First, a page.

Markey's National Bottle Bill Would Cut Heat-Trapping Emissions, Energy Needs
Coinciding with the 39th celebration of Earth Day, Rep. Edward J. Markey (D-Mass.) today re-introduced the Bottle Recycling Climate Protection Act, which would decrease global warming pollution and cut down on energy use by encouraging large-scale recycling of cans, metal, plastic water bottles and other beverage containers throughout America. Rep. Markey re-introduced the legislation with Rep. Jim Moran (D-Va.).
"Earth Day is an important reminder that it is time for America to take action to reduce its global warming pollution and dependence on foreign energy. A national bottle bill can help America quench its thirst for imported oil. We can still have carbon dioxide in our fizzy drinks, while cutting down on heat-trapping carbon dioxide in the atmosphere," said Rep. Markey, Chairman of the Select Committee on Energy Independence and Global Warming and the Energy and Environment Subcommittee.
The bill builds on the success of existing state programs and would establish a national 5 cent deposit on beverage containers, including plastic water bottles and other containers that have become more prevalent in recent years after many state programs were established. These bottles and other containers pour into landfills and use far more energy to produce the raw materials. In 2006, more than half of the 200 billion beverage containers that could have been recycled in the United States were incinerated or littered.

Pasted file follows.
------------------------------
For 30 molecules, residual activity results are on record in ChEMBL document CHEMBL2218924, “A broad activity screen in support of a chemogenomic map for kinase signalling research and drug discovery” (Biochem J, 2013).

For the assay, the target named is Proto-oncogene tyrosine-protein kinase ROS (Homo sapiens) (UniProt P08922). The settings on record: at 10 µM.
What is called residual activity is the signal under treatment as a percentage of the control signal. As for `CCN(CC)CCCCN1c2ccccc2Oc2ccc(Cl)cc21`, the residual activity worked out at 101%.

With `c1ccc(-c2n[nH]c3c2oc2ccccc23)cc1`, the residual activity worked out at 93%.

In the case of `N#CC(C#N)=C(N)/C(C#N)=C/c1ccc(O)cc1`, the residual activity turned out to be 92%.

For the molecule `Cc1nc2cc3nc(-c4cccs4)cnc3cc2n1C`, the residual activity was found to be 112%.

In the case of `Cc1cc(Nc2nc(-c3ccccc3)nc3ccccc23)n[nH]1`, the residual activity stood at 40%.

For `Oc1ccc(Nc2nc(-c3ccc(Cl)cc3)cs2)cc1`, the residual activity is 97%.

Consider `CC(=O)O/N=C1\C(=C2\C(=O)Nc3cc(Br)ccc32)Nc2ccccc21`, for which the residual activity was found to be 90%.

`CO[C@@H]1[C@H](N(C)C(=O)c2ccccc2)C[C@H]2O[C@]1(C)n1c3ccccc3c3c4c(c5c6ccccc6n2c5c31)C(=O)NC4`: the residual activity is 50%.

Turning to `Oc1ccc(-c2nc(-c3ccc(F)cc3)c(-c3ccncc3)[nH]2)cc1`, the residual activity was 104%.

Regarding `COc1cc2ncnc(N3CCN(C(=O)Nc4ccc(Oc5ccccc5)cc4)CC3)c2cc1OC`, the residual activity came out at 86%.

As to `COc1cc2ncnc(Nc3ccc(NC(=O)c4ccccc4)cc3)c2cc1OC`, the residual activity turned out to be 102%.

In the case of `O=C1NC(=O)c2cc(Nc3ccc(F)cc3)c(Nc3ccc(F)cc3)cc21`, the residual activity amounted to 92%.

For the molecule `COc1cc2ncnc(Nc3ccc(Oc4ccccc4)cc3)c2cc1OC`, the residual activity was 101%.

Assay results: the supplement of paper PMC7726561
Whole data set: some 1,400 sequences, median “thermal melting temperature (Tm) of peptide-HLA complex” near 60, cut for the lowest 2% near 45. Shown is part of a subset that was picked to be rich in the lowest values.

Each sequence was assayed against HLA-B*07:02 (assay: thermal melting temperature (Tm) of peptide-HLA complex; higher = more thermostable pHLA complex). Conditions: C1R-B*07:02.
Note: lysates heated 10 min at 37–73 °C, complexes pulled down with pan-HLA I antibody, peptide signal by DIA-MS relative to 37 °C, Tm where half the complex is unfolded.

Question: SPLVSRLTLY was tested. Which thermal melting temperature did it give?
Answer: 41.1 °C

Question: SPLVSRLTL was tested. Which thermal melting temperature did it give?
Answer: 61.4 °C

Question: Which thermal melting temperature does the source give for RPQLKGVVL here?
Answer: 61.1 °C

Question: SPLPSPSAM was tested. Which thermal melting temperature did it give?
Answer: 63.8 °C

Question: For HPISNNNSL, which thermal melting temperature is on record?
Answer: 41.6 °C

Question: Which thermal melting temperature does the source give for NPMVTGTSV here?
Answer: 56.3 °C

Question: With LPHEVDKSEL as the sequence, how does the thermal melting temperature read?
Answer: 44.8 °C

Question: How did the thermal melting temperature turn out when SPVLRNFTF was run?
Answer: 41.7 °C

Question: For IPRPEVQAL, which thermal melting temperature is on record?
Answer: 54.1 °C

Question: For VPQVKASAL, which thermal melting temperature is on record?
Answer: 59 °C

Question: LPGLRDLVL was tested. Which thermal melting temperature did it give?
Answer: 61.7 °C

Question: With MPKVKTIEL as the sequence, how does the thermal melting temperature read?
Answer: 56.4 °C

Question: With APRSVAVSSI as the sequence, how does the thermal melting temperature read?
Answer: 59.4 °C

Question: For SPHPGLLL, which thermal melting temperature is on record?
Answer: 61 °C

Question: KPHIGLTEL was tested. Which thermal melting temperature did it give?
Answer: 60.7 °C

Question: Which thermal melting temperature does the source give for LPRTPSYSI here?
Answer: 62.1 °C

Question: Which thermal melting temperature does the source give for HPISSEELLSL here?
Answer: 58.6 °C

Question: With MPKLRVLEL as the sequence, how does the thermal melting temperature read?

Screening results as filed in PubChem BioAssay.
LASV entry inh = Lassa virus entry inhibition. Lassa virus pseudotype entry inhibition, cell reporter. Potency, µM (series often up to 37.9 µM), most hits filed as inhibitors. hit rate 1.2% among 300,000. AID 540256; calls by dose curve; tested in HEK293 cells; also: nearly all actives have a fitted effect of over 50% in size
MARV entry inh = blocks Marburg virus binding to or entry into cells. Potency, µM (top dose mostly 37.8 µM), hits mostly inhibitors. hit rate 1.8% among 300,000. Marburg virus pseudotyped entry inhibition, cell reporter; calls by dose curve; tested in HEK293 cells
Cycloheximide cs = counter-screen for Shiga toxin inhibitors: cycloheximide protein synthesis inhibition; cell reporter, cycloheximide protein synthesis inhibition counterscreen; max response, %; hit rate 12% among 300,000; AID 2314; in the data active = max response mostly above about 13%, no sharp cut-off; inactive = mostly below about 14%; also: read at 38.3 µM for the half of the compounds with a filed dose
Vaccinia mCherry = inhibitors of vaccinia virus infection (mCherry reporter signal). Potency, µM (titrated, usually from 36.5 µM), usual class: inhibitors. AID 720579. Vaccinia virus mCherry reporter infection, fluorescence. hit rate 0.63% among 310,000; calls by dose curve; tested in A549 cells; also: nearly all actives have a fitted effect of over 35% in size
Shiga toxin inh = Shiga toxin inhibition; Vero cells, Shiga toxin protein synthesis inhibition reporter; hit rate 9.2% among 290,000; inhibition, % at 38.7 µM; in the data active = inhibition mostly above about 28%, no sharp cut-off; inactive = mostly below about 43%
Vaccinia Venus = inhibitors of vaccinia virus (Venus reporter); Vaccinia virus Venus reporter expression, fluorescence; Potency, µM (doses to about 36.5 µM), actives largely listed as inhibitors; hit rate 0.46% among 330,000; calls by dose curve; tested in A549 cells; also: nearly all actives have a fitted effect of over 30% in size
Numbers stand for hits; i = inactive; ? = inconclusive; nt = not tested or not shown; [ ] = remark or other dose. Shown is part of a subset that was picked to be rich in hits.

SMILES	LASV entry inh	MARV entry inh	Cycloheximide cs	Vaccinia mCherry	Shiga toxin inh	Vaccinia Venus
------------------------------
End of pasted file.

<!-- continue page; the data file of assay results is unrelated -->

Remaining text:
"A national bottle recycling program would have profound economic benefits from energy savings for trade affected industries, like aluminum and glass. The energy use and cost of manufacturing an aluminum can from virgin materials is far greater than the cost of using recycled materials. In fact, recycling aluminum requires 95 percent less energy than making it from scratch," said Rep. Markey.
Currently, 11 states have deposit programs that encourage consumers to return containers to claim the refund on the deposit. In the states that have passed bottle bills, recycling rates are twice that of states without deposit laws. Rep. Markey's national bottle bill recognizes the leadership of the states on this issue, and exempts states that have high recycling rates or existing state legislation from the national standard for 3 years, or as long as they maintain high recycling rates.
In the last Congress, Rep. Markey's national bottle bill gained the support from leading environmental and recycling organizations, including the Container Recycling Institute, the Natural Resources Defense Council, and the Public Interest Research Group when it was first introduced as the Bottle Recycling Climate Protection Act of 2007 (H. R. 4238).